The WC-130 aircraft looked frighteningly huge as it ascended over the waters of the Mississippi Sound. How could something that large, flying at what appeared to be such a gradual pace, make it off the Keesler Air Force Base runway and over the beach highway in Biloxi without falling out of the sky, I used to ask myself?
I never really thought that much about what the planes were doing or where they were going. Nor did the fact that I only saw these planes fly so languidly when I hung out on a hot summer day with my friends provide a clue as to the aircrafts’ missions.
It was an Air Force-looking plane and it took off from Keesler Air Force Base in Biloxi. I was a 19-year-old sailor stationed with the Seabees some 10 miles away in Gulfport. Since the planes were flying from an Air Force base, I figured they were up to Air Force things.
I knew, back then, that a lot of different activity went on at Keesler. I got my first pair of glasses — black, horn-rimmed ones which several later would look cool if you went for the Elvis Costello look — at Keesler because the dispensary at the Seabee base didn’t have an opthamologist or even an optometrist.
My homeboy, Jonathan, who lived with his first wife and then-baby girl over in Biloxi, attended air traffic control school at Keesler during a hitch in the Air Force. After I got back from Sea duty, one of my office subordinates on the ship transferred to Keesler to attend Chaplain’s Assistant school even though he was in the Navy.
But only years later would I figure out that those huge, slow planes that I saw at some time during summers on the Mississippi Gulf Coast beach were so important to my life when I decided to be a p’ert-near coast resident.
Those planes I saw, but didn’t know or particularly care what they were for back then, were Hurricane Hunters.
The 53rd Weather Reconnaissance Squadron at Keesler fly the WC-130s, or Lockheed Martin WC-130J Hercules if you want to get technically anal about it, into tropical systems to detect vital information which helps hurricane forecasters determine what a storm might do and where it might go. Often the Air Force Reserve crews manning the aircraft will fly right into the eye of a hurricane. You might think “calm” when talking about the eye until you remember you have the hurricane surrounding you.
This is one of those days, today, you might see one of these big slow planes take off and ever so slowly climb up into the sky over the Mississippi Sound and its barrier islands. A National Hurricane Center advisory around noon Central Daylight Time indicated an Air Force reconnaissance plane was approaching a low pressure center between Grand Cayman and Honduras. The NHC has given the system an 80 percent chance for tropical cyclone development.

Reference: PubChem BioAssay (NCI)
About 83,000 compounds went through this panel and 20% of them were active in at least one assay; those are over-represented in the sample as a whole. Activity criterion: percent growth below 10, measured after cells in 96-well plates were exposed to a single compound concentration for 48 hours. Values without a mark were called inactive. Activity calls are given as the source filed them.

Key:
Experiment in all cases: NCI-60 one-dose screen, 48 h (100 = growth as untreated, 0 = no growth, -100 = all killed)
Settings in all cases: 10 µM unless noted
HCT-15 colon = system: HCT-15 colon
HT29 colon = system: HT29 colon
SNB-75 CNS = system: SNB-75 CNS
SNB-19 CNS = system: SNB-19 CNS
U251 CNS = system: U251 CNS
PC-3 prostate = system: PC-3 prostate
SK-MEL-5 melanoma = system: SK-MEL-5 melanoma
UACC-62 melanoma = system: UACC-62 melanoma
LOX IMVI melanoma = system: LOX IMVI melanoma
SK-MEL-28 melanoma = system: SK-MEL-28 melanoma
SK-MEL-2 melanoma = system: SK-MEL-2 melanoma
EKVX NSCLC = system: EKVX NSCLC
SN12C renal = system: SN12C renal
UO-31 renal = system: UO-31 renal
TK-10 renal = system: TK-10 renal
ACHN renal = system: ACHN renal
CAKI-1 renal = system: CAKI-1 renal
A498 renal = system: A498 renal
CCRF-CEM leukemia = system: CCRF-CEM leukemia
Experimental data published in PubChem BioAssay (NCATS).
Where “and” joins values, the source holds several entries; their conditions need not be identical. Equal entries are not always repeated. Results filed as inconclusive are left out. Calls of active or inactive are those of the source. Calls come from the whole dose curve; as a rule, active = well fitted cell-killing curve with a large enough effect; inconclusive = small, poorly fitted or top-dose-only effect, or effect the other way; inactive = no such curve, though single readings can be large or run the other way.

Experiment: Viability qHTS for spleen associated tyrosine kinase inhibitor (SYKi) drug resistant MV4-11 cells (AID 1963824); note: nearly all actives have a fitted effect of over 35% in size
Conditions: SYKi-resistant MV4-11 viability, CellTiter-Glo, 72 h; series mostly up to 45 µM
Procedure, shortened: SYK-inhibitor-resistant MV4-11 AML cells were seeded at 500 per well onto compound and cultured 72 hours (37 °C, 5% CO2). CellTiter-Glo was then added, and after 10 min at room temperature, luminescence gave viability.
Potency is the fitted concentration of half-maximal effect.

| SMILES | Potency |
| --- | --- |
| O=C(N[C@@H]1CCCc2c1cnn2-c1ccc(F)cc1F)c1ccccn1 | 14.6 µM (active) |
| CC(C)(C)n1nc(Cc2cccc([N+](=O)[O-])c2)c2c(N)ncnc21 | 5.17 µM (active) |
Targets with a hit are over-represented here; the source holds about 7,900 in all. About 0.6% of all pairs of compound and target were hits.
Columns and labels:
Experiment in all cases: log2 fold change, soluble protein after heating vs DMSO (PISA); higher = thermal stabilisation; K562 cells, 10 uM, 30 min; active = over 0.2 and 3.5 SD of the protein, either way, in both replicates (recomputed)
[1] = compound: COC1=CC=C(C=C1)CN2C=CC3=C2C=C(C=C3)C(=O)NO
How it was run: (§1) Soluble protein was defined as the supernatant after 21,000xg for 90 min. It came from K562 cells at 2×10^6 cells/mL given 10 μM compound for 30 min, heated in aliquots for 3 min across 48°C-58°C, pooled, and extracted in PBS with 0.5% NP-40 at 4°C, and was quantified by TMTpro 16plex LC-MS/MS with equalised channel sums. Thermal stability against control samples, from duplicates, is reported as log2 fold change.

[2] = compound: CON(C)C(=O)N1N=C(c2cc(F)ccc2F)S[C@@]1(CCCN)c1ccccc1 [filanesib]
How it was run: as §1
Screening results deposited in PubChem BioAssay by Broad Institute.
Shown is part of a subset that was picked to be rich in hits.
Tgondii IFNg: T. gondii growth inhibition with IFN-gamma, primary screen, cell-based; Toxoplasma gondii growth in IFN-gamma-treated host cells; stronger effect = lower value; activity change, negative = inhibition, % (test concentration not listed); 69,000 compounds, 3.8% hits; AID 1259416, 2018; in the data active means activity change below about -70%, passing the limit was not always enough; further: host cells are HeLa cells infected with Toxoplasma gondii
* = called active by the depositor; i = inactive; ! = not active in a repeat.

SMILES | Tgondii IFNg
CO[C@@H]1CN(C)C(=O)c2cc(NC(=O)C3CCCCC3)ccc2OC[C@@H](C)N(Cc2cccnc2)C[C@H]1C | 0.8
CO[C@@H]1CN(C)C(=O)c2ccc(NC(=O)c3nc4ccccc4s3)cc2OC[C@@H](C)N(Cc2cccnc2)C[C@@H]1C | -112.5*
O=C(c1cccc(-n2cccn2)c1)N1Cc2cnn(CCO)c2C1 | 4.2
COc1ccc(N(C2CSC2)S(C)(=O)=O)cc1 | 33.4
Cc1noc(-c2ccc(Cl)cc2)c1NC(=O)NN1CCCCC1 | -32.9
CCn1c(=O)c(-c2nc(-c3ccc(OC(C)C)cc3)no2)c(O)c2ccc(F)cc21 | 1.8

Of course, the cable news media is all over the possibility of a storm like a gecko on an insurance commercial. That is because of the massive BP oil spill that continues to pour into the Gulf of Mexico and onto land from Louisiana to Florida.
My most not-favorite CNN anchor, Rick Sanchez, was making much ado about this not-even-tropical depression and the hurricane “models” which are already predicting paths for what could become the first named storm of the season. If it be comes a tropical storm it would be named Alex. The weather woman on CNN is at this moment as I write this saying which model would be “preferable” as for where the storm may go. She means what would be the best track for the storm, if there is a storm, as it might affect the oil spill and limit subsequent damage, if there is damage and if there is a storm. That is truly putting the dog before the pony show. The reason is that the models of where this storm might head currently extend from Tampico, Mexico, to Apalachicola, Florida. That’s a lot of ground, uh, water to cover and it includes the area in which I live.
In just the last five years I have been through three hurricanes, a tropical storm and four or five evacuations, if you count all those folks who came to this area from Hurricane Katrina until being chased away by Hurricane Rita. If I left out a storm, I apologize.
Don’t get me wrong. I am concerned about the BP gusher as I have been for awhile and not just for the oil-covered pelicans although I hate to see the environment f**ked up. But I am likewise concerned for my neighbors here on the Upper Texas Coast. That is why I am glad those building-sized, puzzling slow Air Force-looking planes I used to see when I was a young sailor are out there flying with confidence in the Gulf of Mexico hunting hurricanes. The information that those airmen out of Keesler gather is important to a lot of people and probably more folks than usual — because of the BP spill in the Gulf — await what comes from the storms that the Hurricane Hunters risk their lives to investigate.